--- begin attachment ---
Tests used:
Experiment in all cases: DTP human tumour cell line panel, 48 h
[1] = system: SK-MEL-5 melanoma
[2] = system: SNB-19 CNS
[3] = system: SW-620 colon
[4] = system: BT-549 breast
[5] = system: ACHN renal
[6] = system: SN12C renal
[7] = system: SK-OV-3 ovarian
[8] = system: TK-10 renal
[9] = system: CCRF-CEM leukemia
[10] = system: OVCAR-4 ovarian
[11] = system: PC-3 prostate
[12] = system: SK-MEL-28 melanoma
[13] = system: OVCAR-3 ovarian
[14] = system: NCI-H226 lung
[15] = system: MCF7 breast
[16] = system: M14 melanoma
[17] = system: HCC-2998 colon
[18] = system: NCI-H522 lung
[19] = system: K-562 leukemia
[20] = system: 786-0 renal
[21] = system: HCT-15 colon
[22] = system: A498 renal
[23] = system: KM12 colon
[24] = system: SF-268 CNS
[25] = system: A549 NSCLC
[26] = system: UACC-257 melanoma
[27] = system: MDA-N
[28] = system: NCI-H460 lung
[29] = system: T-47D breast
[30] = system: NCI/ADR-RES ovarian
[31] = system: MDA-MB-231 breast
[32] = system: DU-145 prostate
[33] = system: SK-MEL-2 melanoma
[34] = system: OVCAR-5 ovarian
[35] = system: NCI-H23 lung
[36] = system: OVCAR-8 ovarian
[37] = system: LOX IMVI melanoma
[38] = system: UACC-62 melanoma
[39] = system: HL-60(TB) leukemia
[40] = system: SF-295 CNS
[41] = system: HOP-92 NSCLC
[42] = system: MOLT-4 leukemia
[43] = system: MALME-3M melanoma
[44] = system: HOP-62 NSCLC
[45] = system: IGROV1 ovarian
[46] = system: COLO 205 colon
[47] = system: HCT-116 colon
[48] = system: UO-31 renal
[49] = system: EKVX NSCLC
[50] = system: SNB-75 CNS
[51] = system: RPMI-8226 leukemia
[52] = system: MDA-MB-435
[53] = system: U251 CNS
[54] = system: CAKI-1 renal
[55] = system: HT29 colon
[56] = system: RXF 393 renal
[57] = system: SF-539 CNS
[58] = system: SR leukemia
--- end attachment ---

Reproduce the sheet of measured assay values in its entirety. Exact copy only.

Tests used:
Experiment in all cases: DTP human tumour cell line panel, 48 h
[1] = system: SK-MEL-5 melanoma
[2] = system: SNB-19 CNS
[3] = system: SW-620 colon
[4] = system: BT-549 breast
[5] = system: ACHN renal
[6] = system: SN12C renal
[7] = system: SK-OV-3 ovarian
[8] = system: TK-10 renal
[9] = system: CCRF-CEM leukemia
[10] = system: OVCAR-4 ovarian
[11] = system: PC-3 prostate
[12] = system: SK-MEL-28 melanoma
[13] = system: OVCAR-3 ovarian
[14] = system: NCI-H226 lung
[15] = system: MCF7 breast
[16] = system: M14 melanoma
[17] = system: HCC-2998 colon
[18] = system: NCI-H522 lung
[19] = system: K-562 leukemia
[20] = system: 786-0 renal
[21] = system: HCT-15 colon
[22] = system: A498 renal
[23] = system: KM12 colon
[24] = system: SF-268 CNS
[25] = system: A549 NSCLC
[26] = system: UACC-257 melanoma
[27] = system: MDA-N
[28] = system: NCI-H460 lung
[29] = system: T-47D breast
[30] = system: NCI/ADR-RES ovarian
[31] = system: MDA-MB-231 breast
[32] = system: DU-145 prostate
[33] = system: SK-MEL-2 melanoma
[34] = system: OVCAR-5 ovarian
[35] = system: NCI-H23 lung
[36] = system: OVCAR-8 ovarian
[37] = system: LOX IMVI melanoma
[38] = system: UACC-62 melanoma
[39] = system: HL-60(TB) leukemia
[40] = system: SF-295 CNS
[41] = system: HOP-92 NSCLC
[42] = system: MOLT-4 leukemia
[43] = system: MALME-3M melanoma
[44] = system: HOP-62 NSCLC
[45] = system: IGROV1 ovarian
[46] = system: COLO 205 colon
[47] = system: HCT-116 colon
[48] = system: UO-31 renal
[49] = system: EKVX NSCLC
[50] = system: SNB-75 CNS
[51] = system: RPMI-8226 leukemia
[52] = system: MDA-MB-435
[53] = system: U251 CNS
[54] = system: CAKI-1 renal
[55] = system: HT29 colon
[56] = system: RXF 393 renal
[57] = system: SF-539 CNS
[58] = system: SR leukemia